Bound to the Tuscan Billionaire

By: Susan Stephens

CHAPTER ONE

PLUNGING HER SPADE into the rich moist earth of Tuscany, Cass smiled as she reflected on her good luck in landing the job in Italy. She loved nothing more than being outdoors, using her body to the full. And where better than here, to an accompaniment of birdsong and the gurgle of a crystal-clear river. Her job was to help out at a grand estate over the planting season.

The staff had a day off on Wednesdays to break up the week, so she had the place to herself, making it all too easy to imagine that she was the chatelaine in charge of the glorious grounds—though perhaps not kitted out in mud-caked boots, braless in a skimpy vest she’d ripped on some barbed wire, topped off with a baseball cap that was as frayed and faded as her shorts!

The estate was miles from anywhere and the solitude was bliss, especially after the clamour of the supermarket where she worked back home, and being on her own was better than facing the owner of the estate. Marco di Fivizzano, an Italian industrialist, hadn’t been near the place since she’d arrived. She was in no hurry to meet a man who, according to the press, was as bloodless and cold as the Cararra marble he mined.

She didn’t need to worry about him, Cass mused as she stabbed her spade into the ground. She couldn’t imagine a man like Marco di Fivizzano taking time out of his busy schedule to drive down from Rome to his country estate in the middle of the week. When she’d asked Maria and Giuseppe—housekeeper and handyman, respectively—if and when she was likely to meet her boss, they’d just looked at each other and shrugged.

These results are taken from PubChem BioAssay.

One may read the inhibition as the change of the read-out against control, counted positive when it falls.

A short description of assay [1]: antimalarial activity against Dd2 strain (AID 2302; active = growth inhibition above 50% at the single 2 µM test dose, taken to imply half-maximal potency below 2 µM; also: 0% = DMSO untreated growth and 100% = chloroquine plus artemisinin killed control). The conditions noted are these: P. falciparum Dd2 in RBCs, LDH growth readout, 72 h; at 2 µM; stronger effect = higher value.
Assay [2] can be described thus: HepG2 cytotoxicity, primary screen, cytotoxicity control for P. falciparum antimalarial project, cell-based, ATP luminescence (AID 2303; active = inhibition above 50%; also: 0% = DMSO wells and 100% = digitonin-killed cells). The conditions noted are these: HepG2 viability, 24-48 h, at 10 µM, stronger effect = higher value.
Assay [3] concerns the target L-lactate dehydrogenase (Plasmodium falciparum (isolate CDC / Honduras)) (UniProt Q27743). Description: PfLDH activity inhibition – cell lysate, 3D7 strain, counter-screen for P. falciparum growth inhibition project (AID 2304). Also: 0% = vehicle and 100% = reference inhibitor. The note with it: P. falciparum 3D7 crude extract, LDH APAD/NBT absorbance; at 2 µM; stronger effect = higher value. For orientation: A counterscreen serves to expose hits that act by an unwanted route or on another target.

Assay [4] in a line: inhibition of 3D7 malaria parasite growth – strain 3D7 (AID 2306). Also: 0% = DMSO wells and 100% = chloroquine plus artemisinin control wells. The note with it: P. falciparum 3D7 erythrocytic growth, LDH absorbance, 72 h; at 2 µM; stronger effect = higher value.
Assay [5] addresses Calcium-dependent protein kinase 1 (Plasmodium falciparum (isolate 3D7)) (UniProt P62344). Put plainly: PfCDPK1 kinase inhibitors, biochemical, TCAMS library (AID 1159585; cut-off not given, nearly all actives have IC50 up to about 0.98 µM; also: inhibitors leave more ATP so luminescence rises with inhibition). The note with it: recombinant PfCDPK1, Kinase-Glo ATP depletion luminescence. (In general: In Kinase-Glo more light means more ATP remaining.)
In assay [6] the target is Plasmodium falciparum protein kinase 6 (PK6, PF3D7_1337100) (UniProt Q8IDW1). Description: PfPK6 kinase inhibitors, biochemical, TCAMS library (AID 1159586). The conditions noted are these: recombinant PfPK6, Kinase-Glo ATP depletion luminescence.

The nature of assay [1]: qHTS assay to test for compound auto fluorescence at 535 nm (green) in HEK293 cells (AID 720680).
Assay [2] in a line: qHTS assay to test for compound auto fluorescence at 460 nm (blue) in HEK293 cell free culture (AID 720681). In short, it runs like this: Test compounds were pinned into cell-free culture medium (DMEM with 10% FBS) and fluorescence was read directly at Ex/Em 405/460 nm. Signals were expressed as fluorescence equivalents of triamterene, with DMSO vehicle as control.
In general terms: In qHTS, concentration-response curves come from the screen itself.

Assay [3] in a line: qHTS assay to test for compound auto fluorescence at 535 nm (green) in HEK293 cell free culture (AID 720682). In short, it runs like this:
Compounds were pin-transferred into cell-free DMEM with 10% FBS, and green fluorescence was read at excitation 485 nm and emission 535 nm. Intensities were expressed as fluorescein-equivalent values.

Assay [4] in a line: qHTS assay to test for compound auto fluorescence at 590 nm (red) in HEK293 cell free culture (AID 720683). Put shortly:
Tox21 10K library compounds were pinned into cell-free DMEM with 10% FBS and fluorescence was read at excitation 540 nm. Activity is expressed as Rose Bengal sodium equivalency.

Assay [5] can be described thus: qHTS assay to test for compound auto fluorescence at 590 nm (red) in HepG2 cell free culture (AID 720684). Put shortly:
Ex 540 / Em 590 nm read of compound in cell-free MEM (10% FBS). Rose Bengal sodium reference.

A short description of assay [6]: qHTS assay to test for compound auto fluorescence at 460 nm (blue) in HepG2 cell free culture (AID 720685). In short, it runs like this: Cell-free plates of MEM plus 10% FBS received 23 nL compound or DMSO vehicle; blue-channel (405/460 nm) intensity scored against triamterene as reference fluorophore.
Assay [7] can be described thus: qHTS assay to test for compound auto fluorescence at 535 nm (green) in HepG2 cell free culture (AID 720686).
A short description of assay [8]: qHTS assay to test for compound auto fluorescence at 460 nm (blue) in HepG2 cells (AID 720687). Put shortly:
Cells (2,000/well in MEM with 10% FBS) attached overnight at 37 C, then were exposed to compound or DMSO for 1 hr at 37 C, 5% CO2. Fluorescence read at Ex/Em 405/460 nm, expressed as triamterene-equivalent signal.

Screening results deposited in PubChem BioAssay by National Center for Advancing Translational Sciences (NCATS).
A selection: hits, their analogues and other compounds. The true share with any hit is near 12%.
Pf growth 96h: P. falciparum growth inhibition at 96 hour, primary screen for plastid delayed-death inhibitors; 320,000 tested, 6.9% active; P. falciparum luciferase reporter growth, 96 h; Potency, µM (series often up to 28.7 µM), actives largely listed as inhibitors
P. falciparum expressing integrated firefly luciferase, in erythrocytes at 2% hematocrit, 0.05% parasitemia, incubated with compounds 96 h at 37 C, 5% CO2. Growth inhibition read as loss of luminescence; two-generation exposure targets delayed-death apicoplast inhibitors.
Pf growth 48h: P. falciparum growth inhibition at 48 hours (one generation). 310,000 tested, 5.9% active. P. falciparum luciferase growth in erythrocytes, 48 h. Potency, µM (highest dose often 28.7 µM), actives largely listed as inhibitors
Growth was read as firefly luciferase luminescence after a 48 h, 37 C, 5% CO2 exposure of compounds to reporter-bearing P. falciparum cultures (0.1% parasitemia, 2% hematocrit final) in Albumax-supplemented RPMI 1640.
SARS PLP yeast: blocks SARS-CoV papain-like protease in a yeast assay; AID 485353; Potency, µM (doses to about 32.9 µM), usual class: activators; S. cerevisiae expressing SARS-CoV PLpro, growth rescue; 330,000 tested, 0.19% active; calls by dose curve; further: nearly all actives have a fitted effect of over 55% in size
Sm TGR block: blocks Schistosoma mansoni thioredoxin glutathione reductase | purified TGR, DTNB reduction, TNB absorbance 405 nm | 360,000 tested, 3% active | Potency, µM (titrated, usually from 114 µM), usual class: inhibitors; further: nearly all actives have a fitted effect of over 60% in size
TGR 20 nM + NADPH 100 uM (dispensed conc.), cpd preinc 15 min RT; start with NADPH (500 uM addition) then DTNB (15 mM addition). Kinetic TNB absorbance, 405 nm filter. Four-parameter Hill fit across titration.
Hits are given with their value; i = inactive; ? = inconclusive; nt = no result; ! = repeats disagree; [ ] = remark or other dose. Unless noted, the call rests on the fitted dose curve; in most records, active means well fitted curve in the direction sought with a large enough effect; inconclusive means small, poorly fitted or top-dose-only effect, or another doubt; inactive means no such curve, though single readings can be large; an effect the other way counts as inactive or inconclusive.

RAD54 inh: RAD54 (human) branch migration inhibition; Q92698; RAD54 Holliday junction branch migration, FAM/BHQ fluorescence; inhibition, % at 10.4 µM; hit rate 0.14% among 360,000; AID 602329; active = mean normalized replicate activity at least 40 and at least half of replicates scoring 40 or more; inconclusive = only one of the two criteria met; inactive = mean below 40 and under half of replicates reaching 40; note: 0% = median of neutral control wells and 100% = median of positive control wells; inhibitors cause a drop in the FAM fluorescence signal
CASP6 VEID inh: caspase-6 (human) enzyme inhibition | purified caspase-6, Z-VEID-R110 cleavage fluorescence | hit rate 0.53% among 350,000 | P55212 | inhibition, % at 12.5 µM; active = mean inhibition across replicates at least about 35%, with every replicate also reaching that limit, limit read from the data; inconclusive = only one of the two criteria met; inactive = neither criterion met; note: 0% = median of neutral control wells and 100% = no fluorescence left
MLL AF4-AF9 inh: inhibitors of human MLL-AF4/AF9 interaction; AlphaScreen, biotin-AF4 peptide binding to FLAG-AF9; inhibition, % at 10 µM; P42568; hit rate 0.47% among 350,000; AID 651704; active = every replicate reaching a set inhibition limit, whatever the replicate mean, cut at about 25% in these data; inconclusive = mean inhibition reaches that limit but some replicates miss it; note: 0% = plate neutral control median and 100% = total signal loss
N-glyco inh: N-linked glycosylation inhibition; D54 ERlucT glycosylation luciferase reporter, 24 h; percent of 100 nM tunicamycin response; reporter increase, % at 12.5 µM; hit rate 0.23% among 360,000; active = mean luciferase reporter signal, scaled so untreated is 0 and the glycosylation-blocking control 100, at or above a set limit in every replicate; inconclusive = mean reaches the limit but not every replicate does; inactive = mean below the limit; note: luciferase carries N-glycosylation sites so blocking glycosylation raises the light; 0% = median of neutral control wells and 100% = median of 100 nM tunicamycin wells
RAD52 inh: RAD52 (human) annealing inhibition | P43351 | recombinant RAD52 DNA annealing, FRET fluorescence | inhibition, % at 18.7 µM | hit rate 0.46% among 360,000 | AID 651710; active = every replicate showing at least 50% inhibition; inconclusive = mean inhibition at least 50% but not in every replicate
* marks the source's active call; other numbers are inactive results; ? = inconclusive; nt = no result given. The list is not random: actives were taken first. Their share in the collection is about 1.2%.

Which was probably as well, Cass reflected as she returned to vigorously prepping the ground for the seedlings she was planting. She had no problem with hard work. Tugging her forelock was something else.

She’d always been a rebel, though a quiet one, all the rebellion being in her head. Dumb insolence, her headmistress had called it, when Cass, at seven, had refused to cry on the day she’d been made to stand on the school stage as all the pupils had trooped past. That had been the headmistress’s idea to shame her on the day Cass’s parents’ had been arrested for drug offences. Young as she had been, she had determined never to be bullied again.

One thing still perplexed her. If her parents hadn’t been the type of people the headmistress had wanted to encourage, why had the school been so keen to take their money?

She couldn’t stand snobbery either. Her late father, better known as the infamous rock star Jackson Rich, could easily afford the school’s extortionate fees, but that hadn’t stopped the staff resenting him, his beautiful wife and Cass, his quiet, plain daughter.

Leave the past in the past where it belongs, and enjoy the Tuscan sunshine...

It was easy to do that, Cass reflected happily. Dappled sunlight sifting through the trees warmed her skin, and the scent of wild oregano was intoxicating. It was unseasonably warm for springtime in Italy, and how much better was this than her old job, squashed up in a stall, bashing the life out of a till at the local supermarket?

Closing her eyes, she smiled as she weighed up her choices: a nylon uniform that gave her static and stifled her; or the comfortable outfit she was wearing today?

No contest.

She loved working with plants, and had begged the store manager to allow her to work in the garden section, promising him that his plants would never droop again if she were in charge. He’d given her this weird look and said he liked his women clean and free from mud. She’d handed in her notice the same day.

Wiping the back of her arm across her face, she turned full circle with her arms outstretched as if sunlight were something she could touch. Birds were singing, bees were buzzing, and she could already see the fruits of her labours in fresh green shoots. On an impulse she reached for her phone to take a selfie to send to the godmother she adored and had lived with since her parents’ death. When she’d taken this job she’d had it in mind to save money to buy a plane ticket for her godmother to visit her son in Australia. It would have been nice to be able buy it in time for his birthday, but that was a dream too far.

After emailing the shot, she received a reply from her godmother almost at once:

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